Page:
Volkswagen Pay UK Customers £193m – Could Vauxhall Be Next?

1 year ago Kelvin Braden Comments Off on Volkswagen Pay UK Customers £193m – Could Vauxhall Be Next?

German vehicle manufacturer Volkswagen faced the High Court and reached a settlement for its involvement in the 2015 Dieselgate diesel emissions scandal. VW will spend a total of £193 million to compensate a little over 90,000 affected car owners in England and Wales. The claim covers diesel-powered Audi, VW, Skoda, and SEAT models.

Each driver is expected to receive approximately £2,120. 

The carmaker was also ordered to spend millions on legal fees and costs despite having already spent around £26 billion in payoffs on settlements, fines, and fees since the scandal broke. 

Since the case has been settled, VW will no longer have to go to court. The trial was supposed to begin this month (January 2023), eight long years after affected car owners and their lawyers first started their diesel claims. The trial process is complex, expensive, and lengthy. 

Volkswagen’s Chief Legal Officer Philip Haarmann considers the settlement a milestone since the company is doing everything it can to move past the events of September 2015. Nevertheless, VW warned that the settlement is not an admission of guilt; they just want to avoid going through a costly trial process.

The carmaker apologised to their customers in England and Wales. They also assured that the company will continue to regain the public’s trust. 

Volkswagen is not yet out of the limelight, though, as several other GLOs or Group Litigation Orders have been filed against them about the diesel emissions scandal. Other carmakers are alleged to have violated emissions regulations as well, including Mercedes-Benz, Ford, BMW, Nissan, and Peugeot. British carmaker Vauxhall is also on the list, along with Volvo, Land Rover, Hyundai, and Renault.

What happened in September 2015?

Before a vehicle can be sold and driven on real roads, it must first pass regulatory emissions testing. In September 2015, US authorities discovered defeat devices in some Audi and Volkswagen diesel vehicles. The devices were used to cheat emissions tests so the vehicles would appear ready for selling. The VW Group sold thousands of these vehicles in the US.

The cheat software installed in the vehicles could detect when a vehicle was in the lab for testing and automatically lowers nitrogen oxide or NOx emissions to within the World Health Organization-mandated limits. After the test is completed, the vehicle shifts back to its normal settings, and emissions levels shoot up.

As such, a defeat device-equipped vehicle is only environmentally safe and emissions-compliant during testing. Once it is driven on real roads, it becomes a heavy pollutant and emits unlawful amounts of NOx. 

The incident became known as the Dieselgate scandal.

Volkswagen initially denied the allegations but soon admitted that they did use the cheat software to manipulate emissions tests in the US. The scandal eventually reached UK and Europe shores and other carmakers were soon discovered to have broken emissions regulations as well.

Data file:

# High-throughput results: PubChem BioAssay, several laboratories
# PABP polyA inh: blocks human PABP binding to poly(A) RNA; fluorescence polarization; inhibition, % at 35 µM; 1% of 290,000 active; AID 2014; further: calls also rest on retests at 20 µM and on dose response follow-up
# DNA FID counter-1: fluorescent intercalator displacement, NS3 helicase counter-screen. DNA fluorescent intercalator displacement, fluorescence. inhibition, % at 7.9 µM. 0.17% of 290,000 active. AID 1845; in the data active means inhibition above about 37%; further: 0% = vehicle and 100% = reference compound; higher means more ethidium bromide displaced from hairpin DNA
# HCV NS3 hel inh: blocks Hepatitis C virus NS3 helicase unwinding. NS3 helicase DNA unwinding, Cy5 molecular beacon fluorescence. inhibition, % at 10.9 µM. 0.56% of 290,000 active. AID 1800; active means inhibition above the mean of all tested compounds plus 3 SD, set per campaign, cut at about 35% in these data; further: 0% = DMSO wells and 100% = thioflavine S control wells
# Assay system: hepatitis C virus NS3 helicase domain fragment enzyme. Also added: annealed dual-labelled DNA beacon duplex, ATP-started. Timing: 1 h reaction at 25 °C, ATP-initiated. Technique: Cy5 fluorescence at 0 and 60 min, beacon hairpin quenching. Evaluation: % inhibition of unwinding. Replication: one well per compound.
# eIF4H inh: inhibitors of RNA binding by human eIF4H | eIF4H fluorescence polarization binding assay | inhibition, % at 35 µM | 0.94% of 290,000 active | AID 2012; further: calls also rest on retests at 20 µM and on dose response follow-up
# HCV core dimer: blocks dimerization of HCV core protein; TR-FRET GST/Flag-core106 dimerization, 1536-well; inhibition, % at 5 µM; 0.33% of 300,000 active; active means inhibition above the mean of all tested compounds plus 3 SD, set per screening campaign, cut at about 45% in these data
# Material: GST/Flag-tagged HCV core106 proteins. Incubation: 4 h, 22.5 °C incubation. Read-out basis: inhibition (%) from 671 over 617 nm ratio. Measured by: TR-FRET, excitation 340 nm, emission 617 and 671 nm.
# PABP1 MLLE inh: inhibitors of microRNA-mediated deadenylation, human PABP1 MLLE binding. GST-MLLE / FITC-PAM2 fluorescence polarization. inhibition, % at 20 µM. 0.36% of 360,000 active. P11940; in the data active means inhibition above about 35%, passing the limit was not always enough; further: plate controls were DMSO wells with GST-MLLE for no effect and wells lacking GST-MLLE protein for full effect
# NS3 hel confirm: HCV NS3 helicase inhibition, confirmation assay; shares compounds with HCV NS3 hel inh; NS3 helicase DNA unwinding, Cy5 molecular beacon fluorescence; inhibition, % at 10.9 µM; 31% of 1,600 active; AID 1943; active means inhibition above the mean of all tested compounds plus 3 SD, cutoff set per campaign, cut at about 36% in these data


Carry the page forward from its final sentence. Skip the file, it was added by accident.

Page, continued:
Vauxhall is one of the latest carmakers to be added to the diesel emissions scandal list. Although claims cases have just started, affected car owners are hoping that VW’s settlement agreement with England and Wales drivers will encourage Vauxhall to consider taking the same legal route.

How dangerous is NOx?

NOx emissions from diesel vehicles are dangerous and can sometimes lead to life-threatening impacts. Along with its primary components nitric oxide (NO) and nitrogen dioxide (NO2), NOx contributes to the formation of acid rain and smog. It also produces ground-level ozone, a pollutant that damages vegetation. 

What makes NOx more dangerous than you can imagine is its impact on your health.

If you are constantly exposed to nitrogen oxide emissions, you have an elevated risk of developing these health conditions:

  • Depression, anxiety, and other mental health issues
  • Dementia (due to weakened cognitive abilities)
  • Asthma
  • Bronchitis, emphysema, and other respiratory diseases
  • Fluid can build up in the lungs leading to lung problems
  • Breathing difficulties (i.e., shortness of breath)
  • Corroded teeth
  • Nausea and vomiting
  • Laryngospasm or vocal cords spasm
  • Asphyxiation
  • Reduced lung function
  • Cancer
  • Cardiovascular disease
  • Premature death

Air pollution is now considered the primary cause of early deaths worldwide. It has overtaken cigarette smoking, HIV and AIDS, and drugs and alcohol on the list. 

The first case of early death due to air pollution in the UK happened in 2013 after schoolgirl Ella Adoo-Kissi-Debrah died following a severe asthma attack. As the nine-year-old had been in and out of the hospital and emergency rooms in successive months before her death and seeing that she lived in a highly polluted area (South Circular Road), an inquest was requested. The coroner completed the investigation in December 2020 and formally confirmed air pollution as the primary cause of Ella’s early death.

Stories like this, and the long list of health impacts, are the reason why authorities encourage affected car owners to hold their carmakers responsible by filing an emissions claim. Being lied to and misled into believing that the vehicle you bought is emissions-compliant is also a strong ground for bringing a claims case. 

How do I begin my diesel claim?

There are emissions experts who can help make the long and tedious process easier for you. However, your priority should be to visit to verify your eligibility to file a diesel claim. Once you have all the data you need, then you can start working on your emission claim.